Rock ‘n’ Roll Coochie Coo

Chuck Crisafulli is a frequent contributor to Calendar

When rock ‘n’ rollers have used the word “baby” over the years, it’s been a term of affection or seduction, as in the Ronettes’ “Be My Baby,” Peter Frampton’s “Baby, I Love Your Way” or Bread’s “Baby I’m-a Want You.”

For a growing number of today’s rock musicians, however, baby talk is less about romance and more about formula. To them, “baby” simply signifies, well, baby, as in infant.

“I never thought too hard about being a mom and housewife,” says Kim Gordon, the singer and bassist with Sonic Youth, one of the most influential American rock bands of the last two decades.


“That was never a high priority. But you hit a point where your hormones start sending those signals, and having a kid starts making sense.

“After we signed with Geffen [in 1989], it seemed like a good time to start trying. We knew we’d have money for diapers. But even then it was a worry in terms of career: Would the label take our band seriously if one of the members was pregnant?”

Procreation isn’t a new idea for rock musicians, but the strong presence of women in rock in recent years has made it a more visible issue. The typical life on the road once left very little time to spend with families. But female artists, from Throwing Muses’ Kristin Hersh to Sinead O’Connor to Courtney Love, are not only having children, they’re making their kids a part of their musical life by taking them on tour.

And male stars who have become dads--from R.E.M.’s Peter Buck, who has twin toddler girls, to surf guitarist Dick Dale--are showing an increasing desire to bring wives and children along during tours.

The rock life lived by such parents can be surprisingly wholesome; most rocker moms and dads have turned from “sex, drugs and rock ‘n’ roll” to naps, snacks and Fisher-Price. Instead of contract demands like buckets of champagne and cases of whiskey backstage, parents on the road are more likely to insist on “no smoking” signs and playpens in their dressing rooms.

Sonic Youth’s Gordon is sometimes surprised at how well band, career and family have blended.


“I think I’ve become more confident and honest as a songwriter,” says Gordon, whose daughter, Coco Hayley Gordon Moore, is almost 3 (bandmate and husband Thurston Moore is the dad). “Because having a kid gives you that source of strength, and I’ve got this really good band and a really smart, happy kid. The two have really adapted to each other well.”

According to Mark Kates, director of Artists & Repertoire at Geffen/DGC Records, the labels aren’t too concerned about a rocker’s parental status.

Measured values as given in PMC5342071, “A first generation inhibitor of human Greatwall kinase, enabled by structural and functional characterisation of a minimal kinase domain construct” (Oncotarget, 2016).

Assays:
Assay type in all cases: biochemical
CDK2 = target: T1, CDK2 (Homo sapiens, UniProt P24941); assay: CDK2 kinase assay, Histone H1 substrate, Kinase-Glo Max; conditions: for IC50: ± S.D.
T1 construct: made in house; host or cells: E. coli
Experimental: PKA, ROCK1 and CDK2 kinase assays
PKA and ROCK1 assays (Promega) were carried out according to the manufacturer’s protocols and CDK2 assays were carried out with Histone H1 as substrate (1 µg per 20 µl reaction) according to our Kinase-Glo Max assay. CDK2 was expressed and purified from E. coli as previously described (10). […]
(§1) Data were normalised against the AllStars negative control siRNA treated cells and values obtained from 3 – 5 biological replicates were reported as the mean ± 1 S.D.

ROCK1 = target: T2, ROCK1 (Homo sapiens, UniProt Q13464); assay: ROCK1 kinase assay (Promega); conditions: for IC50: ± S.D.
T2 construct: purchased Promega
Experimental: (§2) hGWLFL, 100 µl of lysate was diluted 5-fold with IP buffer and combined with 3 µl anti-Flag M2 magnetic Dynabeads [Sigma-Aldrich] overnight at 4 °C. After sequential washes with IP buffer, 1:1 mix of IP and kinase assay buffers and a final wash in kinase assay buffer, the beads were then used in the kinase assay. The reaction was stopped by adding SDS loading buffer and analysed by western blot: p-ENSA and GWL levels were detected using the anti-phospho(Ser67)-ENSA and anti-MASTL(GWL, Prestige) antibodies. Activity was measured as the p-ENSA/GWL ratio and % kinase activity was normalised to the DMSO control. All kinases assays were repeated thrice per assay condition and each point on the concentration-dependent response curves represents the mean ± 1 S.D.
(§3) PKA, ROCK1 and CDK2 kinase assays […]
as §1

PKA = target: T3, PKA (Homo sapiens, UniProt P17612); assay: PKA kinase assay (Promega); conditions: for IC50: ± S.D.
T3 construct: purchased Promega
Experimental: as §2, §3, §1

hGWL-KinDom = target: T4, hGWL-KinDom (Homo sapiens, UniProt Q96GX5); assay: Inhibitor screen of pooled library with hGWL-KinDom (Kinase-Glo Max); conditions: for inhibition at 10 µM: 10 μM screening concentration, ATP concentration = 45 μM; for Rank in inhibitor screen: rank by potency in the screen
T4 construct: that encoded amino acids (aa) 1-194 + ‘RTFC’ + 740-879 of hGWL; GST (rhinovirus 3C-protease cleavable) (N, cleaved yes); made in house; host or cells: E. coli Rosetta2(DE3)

“To tell you the truth, I don’t think I’ve ever thought about it. It’s never been an issue for me and wouldn’t affect the way I looked at a band, signed or unsigned,” Kates says.

“I’ve worked with Sonic Youth for a long time, and the only issue that arose with them when Kim was pregnant was that they released one record that they didn’t tour on. But that happens for all kinds of reasons all the time. I don’t think anybody’s personal life needs to be the industry’s business; though, frankly, in just about every example of musicians becoming parents I can think of, there’s been a positive impact on the music.”

Kates is learning to mix rock and family himself; he has a 4-month-old son at home. “Now I really respect what Kim and Thurston have been able to do. And it’s changed our relationship. Last week Kim and I spent a long time talking about preschools before we got to any of the business at hand.”

Kristin Hersh’s songwriting with the critically acclaimed band Throwing Muses has made her a powerful and influential female voice in the world of alternative rock. And as a mother of three sons, she has also served as a model for musicians looking for ways to combine music and family. Since she was pregnant with the first of her boys, Dylan, more than 10 years ago, Hersh, 31, has managed to take her children with her as her band tours.


Hersh recently split up Throwing Muses after a 13-year haul and has moved her family to the high desert of Southern California, where she is working on material for a solo album. (She’ll play some of it in a show at LunaPark on July 18.) But the Throwing Muses’ final tour was the typical family affair: Along with bandmates Bernard Georges and Dave Narcizo, Hersh was accompanied by her two younger sons, 5-year-old Ryder and 4-month-old Wyatt, and their father--her husband and band manager, Billy O’Connell.

Hersh recalls that even a rough post-show morning could be the best of family times.

“One morning, I got up with the baby on our tour bus, just a few hours after going to bed,” she says. “Everyone else was asleep except our driver, and we were heading through all this flat Minnesota farmland on a really gray morning. I felt like hell, but I was so happy. I’d worked hard the night before, had a good show, and now I had a contented baby in my arms. I thought, ‘This really is a nice life.’ ”

But although Hersh is a seasoned pro at keeping family and band together, she says it still takes a lot of hard work to balance the two.

“I would never, ever use the word ‘easy’ to describe the way we lived,” she says with a laugh. “Our family was always ‘home,’ but home happened to be a lot of tour buses and motel rooms.

“When I first took my oldest boy out with us, he didn’t realize we were ending up in a different motel every night. He thought our job was to drive around town every day and then go back to our room.”

At 60, Dick Dale, the “King of the Surf Guitar,” has come to fatherhood late; his only child is his 5-year-old son, Jimmy. But Dale not only travels with his family, he also makes his music with their help.